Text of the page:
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Indians collecting strikeouts at record rate

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There was talk before the season about strikeouts being a problem for the Indians this season. The talk was right.

Jason Miller

There's something you may have noticed about the Indians' offense, something that does not require a keen eye or fine-tuned understanding of the game's finer points, it's something even a child could pick up on...

So many [indiscernible, but likely profane] STRIKEOUTS!!!

I know that on the Indians' list of problems, there are bigger ones than this (one very big problem runs about 6'5", 210 pounds). The strikeouts are ugly though, they give an added air of futility to the operation, and it's not just that they've been striking out a lot, they've been striking out at an historic pace. Strikeout rate (K%) is a fairly simple statistic, found by dividing strikeouts by plate appearances. It can be used on an individual level or for a team (or for an entire league, if you like), and it can be used for pitchers or for hitters (or for [insert joke about lack of sexual prowess]).

Highest K% in American League history (through 2012):
  1. 2012 Oakland Athletics: 22.4%
  2. 2012 Tampa Bay Rays: 21.7%
  3. 2011 Seattle Mariners: 21.4%
  4. 2012 Baltimore Orioles: 21.3%
  5. 2007 Tampa Bay Devil Rays: 21.1%
  6. 2012 Seattle Mariners: 20.8%
  7. 2011 Cleveland Indians: 20.7%
  8. 2010 Tampa Bay Rays: 20.6%
  9. 2012 Toronto Blue Jays: 20.5%
  10. 2009 Texas Rangers: 20.5%
Highest K% in Indians history (through 2012):
  1. 2011: 20.7%
  2. 2008: 19.3%
  3. 2010: 19.2%
  4. 2009: 19.2%
  5. 2006: 19.1%
  6. 2007: 18.9%
  7. 1963: 18.0%
  8. 2012: 17.5%
  9. 2005: 17.5%
  10. 2003: 17.2%

The 2013 Indians' strikeout rate right now: 23.2%


(It may make you feel better to know the Indians aren't actually on track to set the A.L. record though, because the Astros are striking out even more prodigiously, with a rate of 26.4%. Welcome to the Junior Circuit, Houston!)

Before going any further into the Tribe's current situation, a few things that jump out from those lists:

The oldest season on the all-time list is from 2007, not exactly the distant past. Strikeouts have been trending upwards throughout baseball history. In the 1920s the MLB rate was ~7%, in the 1950s it climbed from ~10% to ~13%, and then spiked to ~16% in the late 60s before settling back to ~13% for much of the 70s and early 80s. By 1995 it was back up to 16% and it's steadily risen since then, hitting 17% in 2001, 18% in 2010, and 19% in 2012.

Nine of the Indians' ten highest strikeout rates are from the last decade, with one outlier: 1963 (that's fifty years ago, for those of you not interested in doing any math). Those Indians (led by the strikeout power of Willie Kirkland and Woodie Held, the 54th best player in franchise history) set a record by becoming the first American League team with a strikeout rate of 18%.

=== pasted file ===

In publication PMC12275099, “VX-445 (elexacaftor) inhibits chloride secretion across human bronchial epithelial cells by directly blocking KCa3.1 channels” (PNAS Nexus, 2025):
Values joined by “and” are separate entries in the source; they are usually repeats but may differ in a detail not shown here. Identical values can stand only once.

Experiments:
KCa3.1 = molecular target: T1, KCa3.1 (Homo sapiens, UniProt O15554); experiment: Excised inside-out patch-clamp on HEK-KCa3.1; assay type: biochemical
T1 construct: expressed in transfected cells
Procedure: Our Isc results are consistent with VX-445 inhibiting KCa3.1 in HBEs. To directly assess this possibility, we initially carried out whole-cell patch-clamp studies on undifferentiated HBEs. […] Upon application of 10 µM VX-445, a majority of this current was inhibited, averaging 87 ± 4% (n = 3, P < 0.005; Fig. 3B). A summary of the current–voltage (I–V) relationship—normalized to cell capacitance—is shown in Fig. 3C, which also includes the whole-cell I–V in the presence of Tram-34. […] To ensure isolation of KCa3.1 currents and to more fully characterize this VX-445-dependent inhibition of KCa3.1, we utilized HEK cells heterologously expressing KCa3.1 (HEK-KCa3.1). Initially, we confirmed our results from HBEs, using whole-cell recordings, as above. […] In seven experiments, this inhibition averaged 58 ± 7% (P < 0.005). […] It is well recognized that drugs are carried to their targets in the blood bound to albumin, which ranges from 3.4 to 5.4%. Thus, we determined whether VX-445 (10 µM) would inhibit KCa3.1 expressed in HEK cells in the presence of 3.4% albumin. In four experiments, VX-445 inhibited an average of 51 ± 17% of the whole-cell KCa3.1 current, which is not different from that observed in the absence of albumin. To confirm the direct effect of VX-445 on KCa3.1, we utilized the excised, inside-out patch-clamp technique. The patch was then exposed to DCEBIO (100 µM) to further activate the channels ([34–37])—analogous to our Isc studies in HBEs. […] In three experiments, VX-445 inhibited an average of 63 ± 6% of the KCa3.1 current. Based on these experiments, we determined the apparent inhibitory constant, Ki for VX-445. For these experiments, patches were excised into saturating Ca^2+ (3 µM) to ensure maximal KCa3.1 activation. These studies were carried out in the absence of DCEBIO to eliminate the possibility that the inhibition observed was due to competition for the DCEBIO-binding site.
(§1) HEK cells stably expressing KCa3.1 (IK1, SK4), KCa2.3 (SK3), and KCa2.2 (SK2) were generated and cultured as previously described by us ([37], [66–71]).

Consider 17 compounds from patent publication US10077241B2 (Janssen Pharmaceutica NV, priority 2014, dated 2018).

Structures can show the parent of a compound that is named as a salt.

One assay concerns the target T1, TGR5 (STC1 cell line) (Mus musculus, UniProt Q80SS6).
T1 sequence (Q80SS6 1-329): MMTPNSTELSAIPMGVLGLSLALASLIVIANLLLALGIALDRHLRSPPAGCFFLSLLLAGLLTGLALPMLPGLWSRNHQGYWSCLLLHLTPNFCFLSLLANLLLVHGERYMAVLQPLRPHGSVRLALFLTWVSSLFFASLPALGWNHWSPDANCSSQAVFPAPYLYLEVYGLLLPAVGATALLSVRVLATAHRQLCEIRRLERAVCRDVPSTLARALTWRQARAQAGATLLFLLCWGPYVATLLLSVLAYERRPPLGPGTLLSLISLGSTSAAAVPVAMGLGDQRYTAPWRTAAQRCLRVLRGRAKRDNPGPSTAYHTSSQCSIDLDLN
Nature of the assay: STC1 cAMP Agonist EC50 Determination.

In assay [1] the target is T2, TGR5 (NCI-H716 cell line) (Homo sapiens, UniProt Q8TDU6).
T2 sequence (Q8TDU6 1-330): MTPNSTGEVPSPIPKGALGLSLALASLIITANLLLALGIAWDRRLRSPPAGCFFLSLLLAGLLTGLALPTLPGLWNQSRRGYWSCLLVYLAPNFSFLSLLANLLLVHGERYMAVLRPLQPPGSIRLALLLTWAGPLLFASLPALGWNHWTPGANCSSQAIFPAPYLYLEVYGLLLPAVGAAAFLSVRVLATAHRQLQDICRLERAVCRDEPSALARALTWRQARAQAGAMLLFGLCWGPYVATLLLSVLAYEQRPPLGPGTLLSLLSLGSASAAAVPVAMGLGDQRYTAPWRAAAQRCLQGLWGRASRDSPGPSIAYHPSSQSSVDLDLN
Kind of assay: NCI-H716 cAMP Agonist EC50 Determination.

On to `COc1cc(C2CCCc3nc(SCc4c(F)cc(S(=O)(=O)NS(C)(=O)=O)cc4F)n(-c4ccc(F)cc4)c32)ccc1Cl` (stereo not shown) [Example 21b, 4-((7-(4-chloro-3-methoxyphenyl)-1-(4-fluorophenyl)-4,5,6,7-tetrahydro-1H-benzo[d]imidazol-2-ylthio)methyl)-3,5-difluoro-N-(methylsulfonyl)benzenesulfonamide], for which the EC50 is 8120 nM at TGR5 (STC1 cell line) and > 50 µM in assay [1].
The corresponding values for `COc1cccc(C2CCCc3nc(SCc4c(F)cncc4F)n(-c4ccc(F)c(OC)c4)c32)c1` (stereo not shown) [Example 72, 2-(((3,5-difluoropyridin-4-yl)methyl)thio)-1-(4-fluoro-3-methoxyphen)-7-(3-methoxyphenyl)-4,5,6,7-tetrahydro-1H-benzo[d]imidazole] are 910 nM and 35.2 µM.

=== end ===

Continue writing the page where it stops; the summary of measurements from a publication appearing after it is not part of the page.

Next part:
Three of those ten teams made the playoffs and five won at least 87 games, so a high strikeout rate isn't necessarily a deal breaker for contending.

Okay, back to 2013.

The leading culprits for all the strikeouts so far:

Drew Stubbs: 17 K in 45 PA, 37.8%
Lonnie Chisenhall: 13 K in 41 PA, 31.7%
Jason Kipnis: 11 K in 35 PA, 31.4%
Asdrubal Cabrera: 16 K in 57 PA, 28.1%
Mark Reynolds: 12 K in 49 PA, 24.5% (this would actually be the lowest K% of his career)

Only ten players in A.L. history have had a strikeout rate of at least 30% in a qualified season, right now the Tribe has three such players (the record was set by Adam Dunn last year, at 34.2%). Strikeouts are only marginally worse than other outs, but the options for a PA that ends in an strikeout weren't just other types of outs, they could have become walks or hits, even home runs.

The Indians' strikeout rate right now is 23.2% (115 K in 495 PA). The American League's combined strikeout rate last season was 19.3% (a record high). That additional 3.9% amounts to 19 additional strikeouts so far.

The Indians are averaging .85 HR for every 19 non-strikeout PA so far, meaning there's a good chance that with an average strikeout rate they'd have hit another home run. The Indians walk rate (BB%) is 9.1%, a couple of those PA would probably have become walks. With a league average BABIP of .300, if those 19 additional strikeouts were instead put into play, 6 of them would turn into hits (though, compounding their problems, the Indians' BABIP at the moment is just .272).

If you carry out those rates over a full season, you're looking at more than 200 strikeouts above league average, costing the team 8-10 home runs, 20+ walks, and dozens of other hits. Some of those hits lead to runs and some of those runs lead to wins. Last year's Oakland team proved you can win with a whole mess of strikeouts, but they did it by allowing the second-fewest runs in the league, something no one thinks the Indians are capable (I mean no one).

The Indians are hitting .231 as a team right now, which would be the worst mark in franchise history (.234 in 1968). I'm not concerned that the team's average is going to stay that low, but this many strikeouts really narrows the margin for error in every other facet of the game.